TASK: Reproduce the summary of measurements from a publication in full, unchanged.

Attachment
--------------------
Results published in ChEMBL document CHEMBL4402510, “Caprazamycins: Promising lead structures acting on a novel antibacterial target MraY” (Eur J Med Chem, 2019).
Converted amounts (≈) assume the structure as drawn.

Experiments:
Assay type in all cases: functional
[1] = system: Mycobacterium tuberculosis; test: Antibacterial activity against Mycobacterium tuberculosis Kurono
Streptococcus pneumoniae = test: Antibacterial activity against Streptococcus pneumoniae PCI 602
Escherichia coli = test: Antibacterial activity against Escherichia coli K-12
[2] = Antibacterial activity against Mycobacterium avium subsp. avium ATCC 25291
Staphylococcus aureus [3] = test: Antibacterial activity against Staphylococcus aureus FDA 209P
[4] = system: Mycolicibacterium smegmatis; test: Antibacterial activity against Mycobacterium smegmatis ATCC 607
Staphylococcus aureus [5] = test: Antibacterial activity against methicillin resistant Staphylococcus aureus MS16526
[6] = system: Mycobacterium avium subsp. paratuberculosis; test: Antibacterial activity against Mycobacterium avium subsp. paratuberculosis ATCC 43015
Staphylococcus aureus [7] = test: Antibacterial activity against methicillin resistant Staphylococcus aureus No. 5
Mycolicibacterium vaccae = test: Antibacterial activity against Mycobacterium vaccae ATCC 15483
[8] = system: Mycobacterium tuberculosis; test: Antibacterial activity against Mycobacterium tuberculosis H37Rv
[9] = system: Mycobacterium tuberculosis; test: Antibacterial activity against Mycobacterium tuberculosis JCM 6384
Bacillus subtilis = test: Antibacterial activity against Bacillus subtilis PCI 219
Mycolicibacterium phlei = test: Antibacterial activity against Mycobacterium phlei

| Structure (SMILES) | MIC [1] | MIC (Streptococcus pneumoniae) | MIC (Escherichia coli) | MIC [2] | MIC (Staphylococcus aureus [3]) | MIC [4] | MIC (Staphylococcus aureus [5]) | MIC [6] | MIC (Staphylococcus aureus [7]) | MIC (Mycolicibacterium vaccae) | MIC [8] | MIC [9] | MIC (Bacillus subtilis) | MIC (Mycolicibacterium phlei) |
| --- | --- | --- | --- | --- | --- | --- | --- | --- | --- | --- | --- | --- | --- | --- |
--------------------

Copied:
Results published in ChEMBL document CHEMBL4402510, “Caprazamycins: Promising lead structures acting on a novel antibacterial target MraY” (Eur J Med Chem, 2019).
Converted amounts (≈) assume the structure as drawn.

Experiments:
Assay type in all cases: functional
[1] = system: Mycobacterium tuberculosis; test: Antibacterial activity against Mycobacterium tuberculosis Kurono
Streptococcus pneumoniae = test: Antibacterial activity against Streptococcus pneumoniae PCI 602
Escherichia coli = test: Antibacterial activity against Escherichia coli K-12
[2] = Antibacterial activity against Mycobacterium avium subsp. avium ATCC 25291
Staphylococcus aureus [3] = test: Antibacterial activity against Staphylococcus aureus FDA 209P
[4] = system: Mycolicibacterium smegmatis; test: Antibacterial activity against Mycobacterium smegmatis ATCC 607
Staphylococcus aureus [5] = test: Antibacterial activity against methicillin resistant Staphylococcus aureus MS16526
[6] = system: Mycobacterium avium subsp. paratuberculosis; test: Antibacterial activity against Mycobacterium avium subsp. paratuberculosis ATCC 43015
Staphylococcus aureus [7] = test: Antibacterial activity against methicillin resistant Staphylococcus aureus No. 5
Mycolicibacterium vaccae = test: Antibacterial activity against Mycobacterium vaccae ATCC 15483
[8] = system: Mycobacterium tuberculosis; test: Antibacterial activity against Mycobacterium tuberculosis H37Rv
[9] = system: Mycobacterium tuberculosis; test: Antibacterial activity against Mycobacterium tuberculosis JCM 6384
Bacillus subtilis = test: Antibacterial activity against Bacillus subtilis PCI 219
Mycolicibacterium phlei = test: Antibacterial activity against Mycobacterium phlei

| Structure (SMILES) | MIC [1] | MIC (Streptococcus pneumoniae) | MIC (Escherichia coli) | MIC [2] | MIC (Staphylococcus aureus [3]) | MIC [4] | MIC (Staphylococcus aureus [5]) | MIC [6] | MIC (Staphylococcus aureus [7]) | MIC (Mycolicibacterium vaccae) | MIC [8] | MIC [9] | MIC (Bacillus subtilis) | MIC (Mycolicibacterium phlei) |
| --- | --- | --- | --- | --- | --- | --- | --- | --- | --- | --- | --- | --- | --- | --- |